Technologies to increase tissue vascularity are critically important to the fields of tissue engineering and cardiovascular medicine. Currently, limited technologies exist to encourage angiogenesis and arteriogenesis in a controlled manner. In the present study, we describe an injectable controlled release system consisting of VEGF encapsulated in poly(lactic-co-glycolic acid) (PLGA) nanoparticles (NPs). The majority of VEGF was released gradually over 2-4 days from the NPs as determined by an ELISA release kinetics experiment. An in vitro aortic ring bioassay was used to verify the bioactivity of VEGF-NPs compared with empty NPs and no treatment. A mouse femoral artery ischemia model was then used to measure revascularization in VEGF-NP-treated limbs compared with limbs treated with naked VEGF and saline. 129/Sv mice were anesthetized with isoflurane, and a region of the common femoral artery and vein was ligated and excised. Mice were then injected with VEGF-NPs, naked VEGF, or saline. After 4 days, three-dimensional microcomputed tomography angiography was used to quantify vessel growth and morphology. Mice that received VEGF-NP treatment showed a significant increase in total vessel volume and vessel connectivity compared with 5 microg VEGF, 2.5 microg VEGF, and saline treatment (all P < 0.001). When the yield of the fabrication process was taken into account, VEGF-NPs were over an order of magnitude more potent than naked VEGF in increasing blood vessel volume. Differences between the VEGF-NP group and all other groups were even greater when only small-sized vessels under 300 mum diameter were analyzed. In conclusion, sustained VEGF delivery via PLGA NPs shows promise for encouraging blood vessel growth in tissue engineering and cardiovascular medicine applications.
STUDY DESIGN - Longitudinal.
OBJECTIVES - The purpose of this study was to evaluate the effect of lower extremity resistance training on quadriceps fatigability, femoral artery diameter, and femoral artery blood flow.
SETTING - Academic Institution.
METHODS - Five male chronic spinal cord injury (SCI) individuals (American Spinal Injury Association (ASIA): A complete; C5-T10; 36+/-5 years old) completed 18 weeks of home-based neuromuscular electrical stimulation (NMES) resistance training. Subjects trained the quadriceps muscle group twice a week with four sets of 10 dynamic knee extensions against resistance while in a seated position. All measurements were made before training and after 8, 12, and 18 weeks of training. Ultrasound was used to measure femoral artery diameter and blood flow. Blood flow was measured before and after 5 and 10 min of distal cuff occlusion, and during a 4-min isometric electrical stimulation fatigue protocol.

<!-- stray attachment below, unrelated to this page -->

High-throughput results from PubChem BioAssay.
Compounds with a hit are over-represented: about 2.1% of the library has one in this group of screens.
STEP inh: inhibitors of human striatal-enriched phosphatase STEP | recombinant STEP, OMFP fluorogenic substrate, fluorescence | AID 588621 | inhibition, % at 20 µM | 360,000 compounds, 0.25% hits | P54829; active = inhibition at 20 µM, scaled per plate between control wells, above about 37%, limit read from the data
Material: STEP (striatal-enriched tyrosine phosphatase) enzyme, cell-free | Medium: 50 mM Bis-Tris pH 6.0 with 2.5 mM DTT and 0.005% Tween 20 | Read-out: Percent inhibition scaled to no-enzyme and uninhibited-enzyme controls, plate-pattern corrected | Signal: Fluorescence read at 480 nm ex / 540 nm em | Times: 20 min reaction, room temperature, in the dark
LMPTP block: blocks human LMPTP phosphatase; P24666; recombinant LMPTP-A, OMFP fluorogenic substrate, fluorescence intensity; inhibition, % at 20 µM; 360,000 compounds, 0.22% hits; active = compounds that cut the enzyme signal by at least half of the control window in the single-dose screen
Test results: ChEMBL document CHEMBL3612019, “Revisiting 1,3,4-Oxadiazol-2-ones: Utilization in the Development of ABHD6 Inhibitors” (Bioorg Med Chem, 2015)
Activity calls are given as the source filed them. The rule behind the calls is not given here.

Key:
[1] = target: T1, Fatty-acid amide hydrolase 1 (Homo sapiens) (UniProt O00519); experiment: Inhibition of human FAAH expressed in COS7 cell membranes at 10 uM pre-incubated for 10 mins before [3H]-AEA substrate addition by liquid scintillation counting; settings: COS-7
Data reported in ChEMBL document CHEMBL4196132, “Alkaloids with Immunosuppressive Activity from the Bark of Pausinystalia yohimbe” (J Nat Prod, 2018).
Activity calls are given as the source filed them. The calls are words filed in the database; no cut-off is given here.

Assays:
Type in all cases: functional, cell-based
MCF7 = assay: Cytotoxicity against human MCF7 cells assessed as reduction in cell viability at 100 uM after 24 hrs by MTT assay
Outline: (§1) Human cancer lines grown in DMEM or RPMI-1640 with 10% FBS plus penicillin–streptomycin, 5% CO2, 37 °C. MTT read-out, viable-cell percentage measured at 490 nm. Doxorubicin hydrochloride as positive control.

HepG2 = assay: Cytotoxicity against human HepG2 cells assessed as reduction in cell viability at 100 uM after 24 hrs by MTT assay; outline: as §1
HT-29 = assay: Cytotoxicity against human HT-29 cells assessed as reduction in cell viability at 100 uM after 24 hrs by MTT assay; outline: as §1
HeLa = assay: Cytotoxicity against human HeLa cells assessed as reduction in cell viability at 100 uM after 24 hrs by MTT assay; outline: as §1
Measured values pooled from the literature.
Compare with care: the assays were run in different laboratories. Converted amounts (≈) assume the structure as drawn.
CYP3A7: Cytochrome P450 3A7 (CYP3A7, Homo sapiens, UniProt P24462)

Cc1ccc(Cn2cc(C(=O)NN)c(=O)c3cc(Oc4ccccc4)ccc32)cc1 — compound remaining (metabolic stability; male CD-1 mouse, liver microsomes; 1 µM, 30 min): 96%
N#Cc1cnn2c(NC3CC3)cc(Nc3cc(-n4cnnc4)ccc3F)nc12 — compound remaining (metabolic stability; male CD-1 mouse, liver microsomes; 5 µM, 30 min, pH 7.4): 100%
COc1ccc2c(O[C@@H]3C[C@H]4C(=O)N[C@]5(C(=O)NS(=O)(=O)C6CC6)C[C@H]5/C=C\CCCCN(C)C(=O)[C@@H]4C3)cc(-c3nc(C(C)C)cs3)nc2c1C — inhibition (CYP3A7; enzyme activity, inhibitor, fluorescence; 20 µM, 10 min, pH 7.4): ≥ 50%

RESULTS - Training resulted in significant increases in weight lifted and muscle mass, as well as a 60% reduction in muscle fatigue (P = 0.001). However, femoral arterial diameter did not increase. The range was 0.44+/-0.03 to 0.46+/-0.05 cm over the four time points (P = 0.70). Resting, reactive hyperemic, and exercise blood flow did not appear to change with training.
CONCLUSION - NMES resistance training improved muscle size and fatigue despite an absence of response in the supplying vasculature. These results suggest that the decreases in arterial caliber and blood flow seen with SCI are not tightly linked to muscle mass and fatigue resistance. In addition, muscle fatigue in SCI patients can be improved without increases in arterial diameter or blood flow capacity.
Angiogenesis, an essential component of a variety of physiological and pathological processes, offers attractive opportunities for therapeutic regulation. We hypothesized that matrix metalloproteinase-9 genetic deficiency (MMP-9-/-) will impair angiogenesis triggered by tissue ischemia, induced experimentally by femoral artery ligation in mice. To investigate the role of MMP-9, we performed a series of biochemical and histological analyses, including zymography, simultaneous detection of perfused capillaries, MMP-9 promoter activity, MMP-9 protein, and macrophages in MMP-9-/- and wild-type (WT) mice. We found that ischemia resulted in doubling of capillary density in WT and no change in the MMP-9-/- ischemic tissues, which translated into increased (39%) perfusion capacity only in the WT at 14 days after ligation. We also confirmed that capillaries in the MMP-9-/- presented significantly (P<0.05) less points of capillary intersections, interpreted by us as decreased branching. The combined conclusions from simultaneous localizations of MMP-9 expression, capillaries, and macrophages suggested that macrophage MMP-9 participates in capillary branching. Transplantation of WT bone marrow into the MMP-9-/-, restored capillary branching, further supporting the contribution of bone marrow-derived macrophages in supplying the necessary MMP-9. Our study indicates that angiogenesis triggered by tissue ischemia requires MMP-9, which may be involved in capillary branching, a potential novel role for this MMP that could be exploited to control angiogenesis.